Ahead of her appearance at this year's Shoptalk, Lionesque Group founder Melissa Gonzalez shares insights on the future of the brick-and-mortar experience in a digital world, emphasizing the importance of storytelling

While physical stores have retained importance in retail strategy, the ends that they serve have transformed. Brands can sometimes struggle, however, in determining which purposes and consumer needs to target with their physical spaces, a challenge the Lion'esque Group, composed of experiential retail strategists and architects, strives to help its clients tackle.

Also known as “the popup architects,” the group takes ecommerce-first brands to brick and mortar, as well as helps companies rethink the physical-digital world of retail in a way that makes sense for their brand and effects meaningful return on investment. Melissa spoke to PSFK about what types of customer journeys her most successful clients have enabled with physical stores, and what the future of brick and mortar looks like from here.

What trends are you noticing lately from the consumer and retailer sides within the experiential retail space?

Customers want to be entertained, educated and inspired. They don’t want a sign on a wall that says “selfie area”—they want a fully realized experience. Yes, beautiful backdrops give us a canvas for a great photo, but the more successful stores this year will be an entire experience.

Look at Camp that opened late last year on 5th Avenue. It's a highly curated retail store, filled with ‘a-ha' moments because the products are interesting and somewhat unexpected. Then there is a beautifully designed “playground” with planned activities for kids and parents, which brings the entire experience together.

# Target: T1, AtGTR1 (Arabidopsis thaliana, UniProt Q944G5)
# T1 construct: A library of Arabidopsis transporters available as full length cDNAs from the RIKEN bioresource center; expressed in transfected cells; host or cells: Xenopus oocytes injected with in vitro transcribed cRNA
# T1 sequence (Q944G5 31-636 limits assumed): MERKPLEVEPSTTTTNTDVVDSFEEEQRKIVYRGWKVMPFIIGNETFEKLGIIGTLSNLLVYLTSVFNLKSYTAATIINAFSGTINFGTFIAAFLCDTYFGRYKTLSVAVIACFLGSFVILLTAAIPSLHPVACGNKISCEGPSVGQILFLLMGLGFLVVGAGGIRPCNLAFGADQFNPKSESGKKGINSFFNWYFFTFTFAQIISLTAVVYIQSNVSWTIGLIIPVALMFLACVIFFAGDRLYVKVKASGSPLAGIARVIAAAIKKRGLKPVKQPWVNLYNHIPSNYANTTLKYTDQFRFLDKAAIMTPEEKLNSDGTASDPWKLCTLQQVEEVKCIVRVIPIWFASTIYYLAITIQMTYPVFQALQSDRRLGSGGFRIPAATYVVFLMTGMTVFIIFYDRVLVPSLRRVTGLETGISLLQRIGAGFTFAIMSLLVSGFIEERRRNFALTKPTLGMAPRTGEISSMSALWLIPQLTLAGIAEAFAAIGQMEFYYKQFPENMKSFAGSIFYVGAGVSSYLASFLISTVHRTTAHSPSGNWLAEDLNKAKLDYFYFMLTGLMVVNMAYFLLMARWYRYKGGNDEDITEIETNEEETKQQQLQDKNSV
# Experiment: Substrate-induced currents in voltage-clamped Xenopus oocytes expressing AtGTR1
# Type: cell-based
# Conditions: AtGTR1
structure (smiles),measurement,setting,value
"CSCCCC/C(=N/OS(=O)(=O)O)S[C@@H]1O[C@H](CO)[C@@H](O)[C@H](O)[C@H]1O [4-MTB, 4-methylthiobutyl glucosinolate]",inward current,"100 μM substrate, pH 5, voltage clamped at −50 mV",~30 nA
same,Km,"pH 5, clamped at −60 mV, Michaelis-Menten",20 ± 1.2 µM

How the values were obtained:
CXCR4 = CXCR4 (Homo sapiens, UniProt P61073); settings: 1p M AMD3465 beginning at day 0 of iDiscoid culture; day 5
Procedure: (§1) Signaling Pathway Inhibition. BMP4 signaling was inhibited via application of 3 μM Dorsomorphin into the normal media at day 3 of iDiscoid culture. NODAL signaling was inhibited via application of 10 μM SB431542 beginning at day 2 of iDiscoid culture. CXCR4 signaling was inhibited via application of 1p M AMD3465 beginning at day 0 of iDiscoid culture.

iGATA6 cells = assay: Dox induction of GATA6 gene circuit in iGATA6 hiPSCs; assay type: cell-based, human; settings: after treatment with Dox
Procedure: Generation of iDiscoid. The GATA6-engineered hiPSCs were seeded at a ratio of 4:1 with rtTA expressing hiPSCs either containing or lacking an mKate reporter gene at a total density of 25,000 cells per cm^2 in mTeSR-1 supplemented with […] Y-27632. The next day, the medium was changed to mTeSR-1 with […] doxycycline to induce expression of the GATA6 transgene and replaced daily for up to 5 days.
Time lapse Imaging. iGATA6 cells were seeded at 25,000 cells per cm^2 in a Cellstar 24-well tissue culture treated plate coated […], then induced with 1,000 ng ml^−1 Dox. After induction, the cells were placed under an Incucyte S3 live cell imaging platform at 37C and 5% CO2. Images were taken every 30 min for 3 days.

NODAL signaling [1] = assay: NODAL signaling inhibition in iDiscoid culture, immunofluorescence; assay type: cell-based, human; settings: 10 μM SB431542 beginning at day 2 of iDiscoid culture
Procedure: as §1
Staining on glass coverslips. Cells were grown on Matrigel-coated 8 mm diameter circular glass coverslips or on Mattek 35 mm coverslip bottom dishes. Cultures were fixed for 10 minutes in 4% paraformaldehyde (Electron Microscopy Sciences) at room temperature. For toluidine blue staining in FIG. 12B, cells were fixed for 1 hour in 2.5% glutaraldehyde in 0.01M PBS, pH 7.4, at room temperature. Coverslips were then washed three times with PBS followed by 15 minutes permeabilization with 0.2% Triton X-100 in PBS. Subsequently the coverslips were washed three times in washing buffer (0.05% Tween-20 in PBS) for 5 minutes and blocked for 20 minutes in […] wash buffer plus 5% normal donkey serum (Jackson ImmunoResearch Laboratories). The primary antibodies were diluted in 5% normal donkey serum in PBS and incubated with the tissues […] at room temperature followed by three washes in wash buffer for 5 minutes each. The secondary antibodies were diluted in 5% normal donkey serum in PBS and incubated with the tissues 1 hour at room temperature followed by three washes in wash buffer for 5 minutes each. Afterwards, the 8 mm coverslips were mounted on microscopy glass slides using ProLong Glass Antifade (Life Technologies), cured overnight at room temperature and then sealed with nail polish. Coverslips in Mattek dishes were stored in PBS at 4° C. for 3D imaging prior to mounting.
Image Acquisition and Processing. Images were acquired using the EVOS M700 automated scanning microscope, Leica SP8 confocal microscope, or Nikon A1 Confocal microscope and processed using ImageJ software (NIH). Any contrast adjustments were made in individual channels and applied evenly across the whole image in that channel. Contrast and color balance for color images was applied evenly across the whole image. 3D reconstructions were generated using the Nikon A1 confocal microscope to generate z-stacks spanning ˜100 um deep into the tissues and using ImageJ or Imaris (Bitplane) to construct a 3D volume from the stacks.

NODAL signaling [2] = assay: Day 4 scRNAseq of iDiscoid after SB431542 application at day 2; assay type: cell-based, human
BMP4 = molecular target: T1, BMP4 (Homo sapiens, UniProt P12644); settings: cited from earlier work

Another example is when we partnered to design the Marvelous Mrs Maisel  popup last December, we spent hours upon hours on the sourcing details to ensure we were bringing 1950s authenticity to the diner experience. In just 8 days we served 11,000 sandwiches and had a waiting list of 8,000 more.

What gaps have you noticed in terms of what consumers want out of their retail experiences, or missed opportunities for retailers, that you help your clients address?

Customers want a clear point of view and that's often still a challenge, especially when brands are hyper-focused on “creating experiences.” We also take time to step back to home in on the overriding goals of the store, establishing a clear storyline and doing a ‘gut check' to ensure the experience will speak to our client's target demographic.

What do you think a physical retail experience, popup or otherwise, should ideally do in today's market and context?

The physical retail experience is often an anchor location that drives a halo effect across channels for brands and retailers. More often than not, our clients see significant increases in website traffic within the city in which they open their brick-and-mortar stores. They also unlock super-consumers—those who become true brand evangelists, shop more often and return product less.